The New Zealand dairy co-op Fonterra is looking for a new CEO to replace Theo Spierings, who plans to step down before year’s end. The announcement came as New Zealand’s biggest company announced a $348 million loss for the six-month period ending in September.
Darwin “Duke” Sand was named the next president and CEO of Seaboard Foods LLC, succeeding Terry Holton, who recently announced his retirement. Sand joined the Merriam, Kan.-based company in 1996 and is credited with building Seaboard Foods' reputation as a leading U.S. pork exporter. Prior to becoming the company’s senior vice president of sales in 2011, he ran Seaboard’s pork export business as vice president of international sales
Members of the National Grain and Feed Association last week elected Eric Wilkey, president of Arizona Grain Co., as the new chairman of the NGFA board of directors. The election took place at the group’s annual convention in Scottsdale, Ariz. Also elected were David Baudler, managing director for grain with Cargill Agricultural Supply Chain North America, as first vice chairman, and JoAnn Brouillette, president of Demeter LP in Fowler, Ind., as second vice chairman. Click here to see members elected to three-year term on the board, and board members elected to serve on the NGFA Executive Committee for the coming year.
The National Corn Growers Association promoted Nick Goeser to the position of vice president of production and sustainability. Goeser had been serving as the director of the Soil Health Partnership, an NCGA initiative, since its inception in 2014. The program’s goal is to quantify the benefits of soil health-promoting practices from an economic as well as environmental standpoint, showing farmers how healthy soil benefits their bottom line. It currently has more than 100 farms enrolled in a dozen states … In other SHP staff changes, former Eastern Iowa Field Manager Elyssa McFarland was promoted to a new position, key relationships director. Jack Cornell was promoted to field team director from his former position of operations manager, and program coordinator Anne Dietz was promoted to SHP project manager.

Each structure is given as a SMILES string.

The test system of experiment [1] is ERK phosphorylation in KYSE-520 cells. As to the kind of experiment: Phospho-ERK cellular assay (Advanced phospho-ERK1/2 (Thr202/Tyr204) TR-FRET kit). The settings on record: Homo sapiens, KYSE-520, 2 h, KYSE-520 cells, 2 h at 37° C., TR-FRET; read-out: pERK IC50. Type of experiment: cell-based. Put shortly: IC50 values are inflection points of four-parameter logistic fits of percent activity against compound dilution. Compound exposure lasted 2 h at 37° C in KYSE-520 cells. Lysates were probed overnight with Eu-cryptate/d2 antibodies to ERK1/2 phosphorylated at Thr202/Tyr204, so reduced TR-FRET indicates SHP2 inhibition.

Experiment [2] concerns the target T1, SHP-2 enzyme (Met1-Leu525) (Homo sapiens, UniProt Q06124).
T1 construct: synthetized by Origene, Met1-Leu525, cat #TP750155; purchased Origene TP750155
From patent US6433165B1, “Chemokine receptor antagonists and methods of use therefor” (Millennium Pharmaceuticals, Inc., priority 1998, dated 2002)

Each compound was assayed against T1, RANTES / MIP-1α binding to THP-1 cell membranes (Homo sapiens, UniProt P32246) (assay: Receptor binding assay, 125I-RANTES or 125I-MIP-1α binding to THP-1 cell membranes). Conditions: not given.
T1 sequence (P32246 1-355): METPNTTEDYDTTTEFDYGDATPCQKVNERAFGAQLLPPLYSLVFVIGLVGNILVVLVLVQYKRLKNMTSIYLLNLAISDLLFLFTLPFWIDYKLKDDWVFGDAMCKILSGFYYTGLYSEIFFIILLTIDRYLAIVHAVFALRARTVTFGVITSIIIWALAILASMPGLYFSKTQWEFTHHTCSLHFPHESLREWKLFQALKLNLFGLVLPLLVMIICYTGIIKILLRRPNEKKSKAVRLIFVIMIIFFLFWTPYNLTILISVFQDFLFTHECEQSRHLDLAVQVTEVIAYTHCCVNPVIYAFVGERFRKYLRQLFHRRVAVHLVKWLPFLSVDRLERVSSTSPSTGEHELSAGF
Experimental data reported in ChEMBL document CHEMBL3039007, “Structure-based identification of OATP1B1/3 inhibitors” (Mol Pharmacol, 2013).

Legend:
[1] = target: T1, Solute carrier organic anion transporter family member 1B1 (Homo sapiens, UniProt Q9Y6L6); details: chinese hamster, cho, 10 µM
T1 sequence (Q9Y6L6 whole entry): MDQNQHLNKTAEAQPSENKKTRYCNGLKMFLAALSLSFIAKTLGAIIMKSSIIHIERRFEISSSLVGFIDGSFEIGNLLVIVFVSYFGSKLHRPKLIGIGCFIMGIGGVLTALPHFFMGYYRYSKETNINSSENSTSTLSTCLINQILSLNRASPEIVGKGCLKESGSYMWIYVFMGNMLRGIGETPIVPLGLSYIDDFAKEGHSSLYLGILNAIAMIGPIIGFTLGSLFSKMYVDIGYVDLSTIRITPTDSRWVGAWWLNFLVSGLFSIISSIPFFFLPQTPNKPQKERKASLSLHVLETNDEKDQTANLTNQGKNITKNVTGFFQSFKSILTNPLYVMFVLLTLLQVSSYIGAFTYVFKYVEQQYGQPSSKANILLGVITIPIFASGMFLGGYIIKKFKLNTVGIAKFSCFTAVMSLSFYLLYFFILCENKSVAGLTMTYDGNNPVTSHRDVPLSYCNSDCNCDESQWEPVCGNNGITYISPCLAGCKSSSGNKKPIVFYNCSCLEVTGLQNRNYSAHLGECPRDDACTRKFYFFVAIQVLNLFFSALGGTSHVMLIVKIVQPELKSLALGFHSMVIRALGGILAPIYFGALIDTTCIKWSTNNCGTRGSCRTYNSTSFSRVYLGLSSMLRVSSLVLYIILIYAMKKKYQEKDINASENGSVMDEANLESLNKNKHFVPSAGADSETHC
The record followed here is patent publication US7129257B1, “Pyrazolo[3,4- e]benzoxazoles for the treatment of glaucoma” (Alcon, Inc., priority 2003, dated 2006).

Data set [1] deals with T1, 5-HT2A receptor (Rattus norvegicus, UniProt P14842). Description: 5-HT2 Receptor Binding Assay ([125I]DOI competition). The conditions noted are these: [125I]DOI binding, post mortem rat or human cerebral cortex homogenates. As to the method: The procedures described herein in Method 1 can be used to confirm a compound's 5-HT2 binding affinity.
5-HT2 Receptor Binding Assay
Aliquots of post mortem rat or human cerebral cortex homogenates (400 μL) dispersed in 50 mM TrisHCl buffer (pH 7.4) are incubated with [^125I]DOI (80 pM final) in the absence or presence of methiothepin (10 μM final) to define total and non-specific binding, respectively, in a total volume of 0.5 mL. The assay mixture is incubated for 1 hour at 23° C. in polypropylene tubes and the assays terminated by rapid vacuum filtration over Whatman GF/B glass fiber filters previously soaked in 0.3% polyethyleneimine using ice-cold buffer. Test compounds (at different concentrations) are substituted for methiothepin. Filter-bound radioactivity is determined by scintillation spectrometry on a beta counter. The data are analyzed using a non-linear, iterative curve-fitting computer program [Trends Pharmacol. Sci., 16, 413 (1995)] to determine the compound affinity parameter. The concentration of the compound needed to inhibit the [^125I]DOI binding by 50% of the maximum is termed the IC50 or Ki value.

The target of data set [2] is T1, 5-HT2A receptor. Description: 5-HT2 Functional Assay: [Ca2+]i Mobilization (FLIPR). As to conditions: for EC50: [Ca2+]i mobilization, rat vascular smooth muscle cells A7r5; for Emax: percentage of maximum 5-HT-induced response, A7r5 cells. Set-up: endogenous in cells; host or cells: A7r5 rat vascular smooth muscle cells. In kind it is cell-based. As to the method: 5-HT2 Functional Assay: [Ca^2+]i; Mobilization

Mark Hudson is the new executive director of the Ag Container Recycling Council, succeeding Ron Perkins, who retired last month after leading the council for the past 10 years. Hudson previously was general manager at Tri Rinse Inc. in Saint Louis, with business units including seed bin management, formulation and packaging, industrial tank cleaning and container recycling. ACRC was founded in 1992 to support the needs of the U.S. crop protection industry to recycle pesticide containers..
Arkansas FFA member Noah Davis continues with his strong showing on ABC’s American Idol. After Sunday and Monday’s competition, Davis, who won the 2017 National FFA Talent Competition, found himself in the show’s top 50 contestants who are moving on to next weekend’s showcase, when the competitors will be cut to 24. The show’s website says his performance of “Mamma Knows Best” by Jessie J wasn’t as great as his audition, but it was still pretty solid. “He’s an entertainer,” the website said.